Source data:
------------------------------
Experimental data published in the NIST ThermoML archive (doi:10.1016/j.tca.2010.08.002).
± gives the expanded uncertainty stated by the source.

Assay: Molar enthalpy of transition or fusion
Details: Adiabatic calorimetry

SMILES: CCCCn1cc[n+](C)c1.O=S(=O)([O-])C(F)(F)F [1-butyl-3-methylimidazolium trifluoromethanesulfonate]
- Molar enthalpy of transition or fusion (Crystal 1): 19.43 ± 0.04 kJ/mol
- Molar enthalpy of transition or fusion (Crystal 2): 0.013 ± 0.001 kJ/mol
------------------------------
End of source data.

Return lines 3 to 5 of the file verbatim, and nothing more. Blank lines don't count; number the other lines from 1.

Assay: Molar enthalpy of transition or fusion
Details: Adiabatic calorimetry

SMILES: CCCCn1cc[n+](C)c1.O=S(=O)([O-])C(F)(F)F [1-butyl-3-methylimidazolium trifluoromethanesulfonate]